AED’s Watters Takes Congress to Task for Neglecting Highways

The federal highway program's looming collapse threatens 4,000 jobs at construction equipment dealerships around the country directly tied to road and bridge work.

Fri June 27, 2014 - National Edition
Construction Equipment Guide

The crisis facing the federal highway program threatens to take a massive human and economic toll on the construction equipment industry, Associated Equipment Distributors (AED) 2014 Chairman Tim Watters said June 25 on Capitol Hill.

Speaking at a press conference organized by Senate Environment & Public Works Committee Chairman Barbara Boxer (D-Calif.), Watters said that the program’s looming collapse threatens 4,000 jobs at construction equipment dealerships around the country directly tied to road and bridge work, not to mention 700,000 jobs in the broader construction industry.

The Congressional Budget Office (CBO) has projected the Highway Trust Fund (HTF) will run out of money this summer, which could cause significant disruptions during the busy summer construction season. CBO also has forecast the HTF will not be able to support any new obligation authority in FY 2015, putting an entire year’s worth of highway and transit investment at risk. Over the next 20 years, HTF revenues are expected to fall $365 billion short of what is needed to maintain current investment levels.

The problem stems from the fact that gas tax and other user fee revenues paid into the HTF are inadequate to support annual spending. Congress has not increased the gas tax, a primary source of revenue for the HTF, since 1993. Lawmakers also have failed to identify any alternative ways to pay for roads and transit. Adding to the historic volatility is the fact that authorization for federal surface transportation programs expires at the end of September.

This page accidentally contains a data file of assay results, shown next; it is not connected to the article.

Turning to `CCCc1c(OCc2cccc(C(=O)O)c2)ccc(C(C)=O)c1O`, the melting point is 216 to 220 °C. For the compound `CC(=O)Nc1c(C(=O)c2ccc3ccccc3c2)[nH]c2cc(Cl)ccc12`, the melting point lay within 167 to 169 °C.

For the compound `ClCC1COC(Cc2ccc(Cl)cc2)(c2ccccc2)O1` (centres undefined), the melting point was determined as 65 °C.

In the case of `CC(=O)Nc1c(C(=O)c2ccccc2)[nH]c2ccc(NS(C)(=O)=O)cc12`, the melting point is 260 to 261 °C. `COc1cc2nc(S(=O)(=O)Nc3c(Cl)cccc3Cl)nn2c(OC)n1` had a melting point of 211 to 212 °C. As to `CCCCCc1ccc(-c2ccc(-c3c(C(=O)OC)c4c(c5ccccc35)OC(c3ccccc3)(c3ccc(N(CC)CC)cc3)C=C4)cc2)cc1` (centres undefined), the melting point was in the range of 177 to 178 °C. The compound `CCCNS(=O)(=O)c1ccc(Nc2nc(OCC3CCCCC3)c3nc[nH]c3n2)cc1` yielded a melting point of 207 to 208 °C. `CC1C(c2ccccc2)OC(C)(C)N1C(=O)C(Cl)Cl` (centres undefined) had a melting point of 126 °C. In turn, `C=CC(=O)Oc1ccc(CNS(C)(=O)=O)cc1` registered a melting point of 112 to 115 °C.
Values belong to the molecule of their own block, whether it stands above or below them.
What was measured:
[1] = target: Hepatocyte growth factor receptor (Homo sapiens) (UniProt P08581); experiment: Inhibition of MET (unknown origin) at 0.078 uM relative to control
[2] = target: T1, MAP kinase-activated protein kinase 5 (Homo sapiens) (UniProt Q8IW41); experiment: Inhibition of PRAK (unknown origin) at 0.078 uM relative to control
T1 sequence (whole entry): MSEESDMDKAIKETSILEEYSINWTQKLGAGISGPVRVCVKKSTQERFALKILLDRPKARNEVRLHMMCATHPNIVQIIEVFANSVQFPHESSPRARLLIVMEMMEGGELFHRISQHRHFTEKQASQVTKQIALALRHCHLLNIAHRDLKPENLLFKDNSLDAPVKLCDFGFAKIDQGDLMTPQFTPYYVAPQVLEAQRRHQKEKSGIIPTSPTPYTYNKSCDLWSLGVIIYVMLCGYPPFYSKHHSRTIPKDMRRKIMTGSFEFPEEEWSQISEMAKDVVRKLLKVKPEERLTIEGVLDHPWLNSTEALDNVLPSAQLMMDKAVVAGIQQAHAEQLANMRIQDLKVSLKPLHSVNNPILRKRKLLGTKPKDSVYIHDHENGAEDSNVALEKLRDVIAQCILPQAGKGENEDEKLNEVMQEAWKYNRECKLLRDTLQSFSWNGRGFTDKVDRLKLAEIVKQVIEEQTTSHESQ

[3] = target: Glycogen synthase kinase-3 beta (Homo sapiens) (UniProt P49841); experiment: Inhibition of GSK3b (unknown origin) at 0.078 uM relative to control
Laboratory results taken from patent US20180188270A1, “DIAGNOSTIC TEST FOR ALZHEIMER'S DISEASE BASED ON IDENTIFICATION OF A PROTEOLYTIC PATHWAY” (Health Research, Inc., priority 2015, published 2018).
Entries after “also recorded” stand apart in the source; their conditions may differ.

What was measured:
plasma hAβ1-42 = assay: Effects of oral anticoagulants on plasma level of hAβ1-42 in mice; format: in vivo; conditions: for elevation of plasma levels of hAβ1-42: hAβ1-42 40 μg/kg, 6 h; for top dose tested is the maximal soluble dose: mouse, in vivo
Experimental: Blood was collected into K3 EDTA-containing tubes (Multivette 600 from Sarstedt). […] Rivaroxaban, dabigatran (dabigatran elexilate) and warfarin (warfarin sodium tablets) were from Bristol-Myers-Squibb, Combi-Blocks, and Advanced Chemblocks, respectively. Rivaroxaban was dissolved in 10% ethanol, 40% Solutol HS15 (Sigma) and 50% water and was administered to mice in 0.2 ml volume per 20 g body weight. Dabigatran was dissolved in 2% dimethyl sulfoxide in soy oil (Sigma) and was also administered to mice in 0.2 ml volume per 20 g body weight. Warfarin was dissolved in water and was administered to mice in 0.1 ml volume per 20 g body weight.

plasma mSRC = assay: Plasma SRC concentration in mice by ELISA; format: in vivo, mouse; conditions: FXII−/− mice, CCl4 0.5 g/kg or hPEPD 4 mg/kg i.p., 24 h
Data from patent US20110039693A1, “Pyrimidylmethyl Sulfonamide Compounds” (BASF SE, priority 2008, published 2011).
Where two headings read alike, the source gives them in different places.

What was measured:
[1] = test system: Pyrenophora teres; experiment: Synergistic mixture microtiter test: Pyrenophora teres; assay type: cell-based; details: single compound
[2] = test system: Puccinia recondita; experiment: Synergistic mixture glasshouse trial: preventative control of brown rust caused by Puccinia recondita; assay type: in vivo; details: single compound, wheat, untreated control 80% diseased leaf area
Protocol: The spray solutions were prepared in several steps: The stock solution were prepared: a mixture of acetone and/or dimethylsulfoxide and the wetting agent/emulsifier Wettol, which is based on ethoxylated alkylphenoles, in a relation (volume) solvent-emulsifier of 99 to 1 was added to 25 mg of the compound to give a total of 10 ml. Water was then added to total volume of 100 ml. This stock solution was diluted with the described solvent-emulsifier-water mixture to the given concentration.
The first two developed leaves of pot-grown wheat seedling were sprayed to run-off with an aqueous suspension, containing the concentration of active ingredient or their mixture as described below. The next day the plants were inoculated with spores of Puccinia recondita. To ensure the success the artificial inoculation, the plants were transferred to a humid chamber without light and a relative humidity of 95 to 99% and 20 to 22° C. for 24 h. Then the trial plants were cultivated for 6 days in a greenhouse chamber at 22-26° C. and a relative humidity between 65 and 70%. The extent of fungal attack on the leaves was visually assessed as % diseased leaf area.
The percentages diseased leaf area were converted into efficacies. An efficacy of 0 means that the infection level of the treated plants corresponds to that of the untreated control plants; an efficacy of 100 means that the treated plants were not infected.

“Every morning hundreds of thousands of hard-working men and women in the construction industry get up, go to work and build America’s transportation infrastructure. If they didn’t do their jobs, this country would come to a grinding halt — we’re disappointed Congress hasn’t done its job and has brought the federal highway program to the brink of collapse,” Watters said.

Watters cited Boxer as a rare example of someone working to solve the problem. Her committee developed a highway reauthorization bill with unanimous Democratic and Republican support earlier this year.

“But a small handful of people isn’t enough to get the job done in this town," Watters said. "I’m here today on behalf of the men and women of the construction equipment industry, in states and districts across the country, to ask every member of Congress to simply do your job. Do what we sent you here to do. Legislate. Govern. Give us a highway bill. And give us the infrastructure the U.S. economy needs to function.”

AED’s projection of the state-by-state equipment market and jobs impact of looming highway funding cuts is available at:

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